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Last Friday, the Senate con­firmed the most qual­ified nominee of our gen­er­ation to the Supreme Court. But in the process, the Senate shredded any rem­nants of decency and process it had left.

The Senate began hearings for Judge Neil Gorsuch on March 20, but Democrats decided to fil­i­buster his nom­i­nation. Then, last Thursday, the Repub­licans pulled the “nuclear option,” changing Senate rules to allow a simple majority to confirm a Supreme Court nominee. The Senate swiftly con­firmed Gorsuch the fol­lowing day.

Make no mistake, Gorsuch deserves the seat. He rep­re­sents every­thing great about the American judicial system. His qual­i­fi­ca­tions are impec­cable. He grad­uated from Columbia, Harvard, and Oxford, with Truman and Mar­shall schol­ar­ships along the way. He’s worked hard his whole life for what he’s gotten.

And con­trary to the Democrats’ attempts to politicize him, Gorsuch under­stands a judge’s job. In a speech on the legacy of the late asso­ciate justice Antonin Scalia, he said, “judges should be in the business of declaring what the law is using the tra­di­tional tools of inter­pre­tation, rather than pro­nouncing the law as they might wish it to be in light of their own political views.”

That impar­tiality won Gorsuch unan­imous con­fir­mation to the Tenth Circuit Court of Appeals from the Senate in 2006 — including from Sens. Obama, Clinton, Biden, Schumer, Leahy, and others. His record boasts hun­dreds of opinions which brought together judges from the left and the right on the 10th Circuit. And none of his opinions before the Supreme Court were ever struck down — not an easy record to politicize, but many tried.

Gorsuch is remarkably even-keeled, espe­cially for a fol­lower of the some­times caustic Scalia. He’s got the tem­perament, cre­den­tials, and expe­rience of a Supreme Court justice — what more could the people ask for?

Merrick Garland, if you’re a Democrat. Last year the Repub­lican majority in the Senate blocked Garland from both a con­fir­mation hearings and a vote — a his­tor­i­cally unprece­dented step. It marked the first time the Senate blocked a Supreme Court nominee entirely from con­sid­er­ation. Though the Repub­licans protested that an out­going pres­ident shouldn’t be allowed to make a nom­i­nation, Obama had eleven months left in his term — hardly a lame duck.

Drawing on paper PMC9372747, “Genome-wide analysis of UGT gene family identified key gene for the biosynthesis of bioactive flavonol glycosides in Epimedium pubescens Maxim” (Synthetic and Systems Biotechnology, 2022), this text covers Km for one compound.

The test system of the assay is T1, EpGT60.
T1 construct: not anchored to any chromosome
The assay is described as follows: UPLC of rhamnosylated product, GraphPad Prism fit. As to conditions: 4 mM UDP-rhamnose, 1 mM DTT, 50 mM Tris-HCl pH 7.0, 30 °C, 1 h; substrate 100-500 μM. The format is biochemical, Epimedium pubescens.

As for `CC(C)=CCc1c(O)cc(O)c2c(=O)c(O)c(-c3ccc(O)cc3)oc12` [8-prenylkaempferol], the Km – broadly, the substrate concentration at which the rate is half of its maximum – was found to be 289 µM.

Democrats threw a fit, and not without cause. The Repub­licans blocked a Supreme Court nominee on explicitly political grounds, laying the precedent for the Democrats’ own actions in 2017.

Garland was a poor hill for Repub­licans to die on. They had a clear majority, and that’s all a Supreme Court nom­i­nation needs. Garland never would have made it past com­mittee. But Senate majority leader Mitch McConnell and the Repub­lican Party decided to stick it out for the rest of the year, citing trumped-up prece­dents like “the Biden rule.”

More than a poor political move, it was a poor gamble. True, it paid off in the end. But if Hillary Clinton had won, she would have nom­i­nated a judge much more liberal than the mod­erate Garland — let alone Gorsuch.

In any case, the merits of the Repub­licans’ case for black­listing Garland are debateable. But Democrats’ oppo­sition to Gorsuch is inde­fen­sible. If they truly believed that a majority in the Senate could not block a can­didate, then how could a minority block a can­didate?

If Gorsuch had real flaws, the Democrats would have had a case. But he didn’t. Their oppo­sition was pure theater, and they knew it. They did what the Repub­licans had done a year before, but worse.

Instead of real­izing two wrongs don’t make a right, they drove the Senate into the ground. Once a place of civility and delib­er­ation — some­times —  the Senate has stripped its own powers. Starting with former Senate majority leader Harry Reid in 2013 and con­tinuing with minority leader Chuck Schumer and Mitch McConnell today, the body has aban­doned its former dis­tinction. And that’s some­thing to be mourned.

Judge Gorsuch is an impec­cable jurist, and his con­fir­mation is cause for rejoicing. But the pro­ceedings last week rep­resent the bot­toming out of a long decline in the American leg­islative process, thanks to the tactics of both sides in the Senate.
Mr. Weinrich is a junior George Wash­ington Fellow studying pol­itics.